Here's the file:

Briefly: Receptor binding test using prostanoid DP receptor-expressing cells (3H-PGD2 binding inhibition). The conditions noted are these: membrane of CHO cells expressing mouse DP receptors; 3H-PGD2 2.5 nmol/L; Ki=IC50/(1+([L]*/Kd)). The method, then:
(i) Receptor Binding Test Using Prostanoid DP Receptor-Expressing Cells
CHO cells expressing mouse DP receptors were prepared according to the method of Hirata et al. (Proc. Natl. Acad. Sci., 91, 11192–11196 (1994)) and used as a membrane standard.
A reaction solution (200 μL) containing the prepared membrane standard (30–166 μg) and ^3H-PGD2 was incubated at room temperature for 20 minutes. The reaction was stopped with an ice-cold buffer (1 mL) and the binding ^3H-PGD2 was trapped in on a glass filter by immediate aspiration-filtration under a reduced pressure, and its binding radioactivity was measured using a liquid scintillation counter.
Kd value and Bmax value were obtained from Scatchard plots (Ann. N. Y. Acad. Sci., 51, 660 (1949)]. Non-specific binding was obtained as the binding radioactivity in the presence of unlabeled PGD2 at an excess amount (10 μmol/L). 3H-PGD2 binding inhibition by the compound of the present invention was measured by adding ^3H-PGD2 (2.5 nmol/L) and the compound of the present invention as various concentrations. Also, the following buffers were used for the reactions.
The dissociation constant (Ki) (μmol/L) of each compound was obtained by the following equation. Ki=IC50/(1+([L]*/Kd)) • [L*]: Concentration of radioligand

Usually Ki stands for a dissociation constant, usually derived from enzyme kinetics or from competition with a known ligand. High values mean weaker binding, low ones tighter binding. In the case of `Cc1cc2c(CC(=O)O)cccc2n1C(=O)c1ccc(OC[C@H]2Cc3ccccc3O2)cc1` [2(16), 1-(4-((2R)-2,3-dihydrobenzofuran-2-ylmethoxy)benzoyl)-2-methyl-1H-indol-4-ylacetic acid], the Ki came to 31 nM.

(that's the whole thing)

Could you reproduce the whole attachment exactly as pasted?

Briefly: Receptor binding test using prostanoid DP receptor-expressing cells (3H-PGD2 binding inhibition). The conditions noted are these: membrane of CHO cells expressing mouse DP receptors; 3H-PGD2 2.5 nmol/L; Ki=IC50/(1+([L]*/Kd)). The method, then:
(i) Receptor Binding Test Using Prostanoid DP Receptor-Expressing Cells
CHO cells expressing mouse DP receptors were prepared according to the method of Hirata et al. (Proc. Natl. Acad. Sci., 91, 11192–11196 (1994)) and used as a membrane standard.
A reaction solution (200 μL) containing the prepared membrane standard (30–166 μg) and ^3H-PGD2 was incubated at room temperature for 20 minutes. The reaction was stopped with an ice-cold buffer (1 mL) and the binding ^3H-PGD2 was trapped in on a glass filter by immediate aspiration-filtration under a reduced pressure, and its binding radioactivity was measured using a liquid scintillation counter.
Kd value and Bmax value were obtained from Scatchard plots (Ann. N. Y. Acad. Sci., 51, 660 (1949)]. Non-specific binding was obtained as the binding radioactivity in the presence of unlabeled PGD2 at an excess amount (10 μmol/L). 3H-PGD2 binding inhibition by the compound of the present invention was measured by adding ^3H-PGD2 (2.5 nmol/L) and the compound of the present invention as various concentrations. Also, the following buffers were used for the reactions.
The dissociation constant (Ki) (μmol/L) of each compound was obtained by the following equation. Ki=IC50/(1+([L]*/Kd)) • [L*]: Concentration of radioligand

Usually Ki stands for a dissociation constant, usually derived from enzyme kinetics or from competition with a known ligand. High values mean weaker binding, low ones tighter binding. In the case of `Cc1cc2c(CC(=O)O)cccc2n1C(=O)c1ccc(OC[C@H]2Cc3ccccc3O2)cc1` [2(16), 1-(4-((2R)-2,3-dihydrobenzofuran-2-ylmethoxy)benzoyl)-2-methyl-1H-indol-4-ylacetic acid], the Ki came to 31 nM.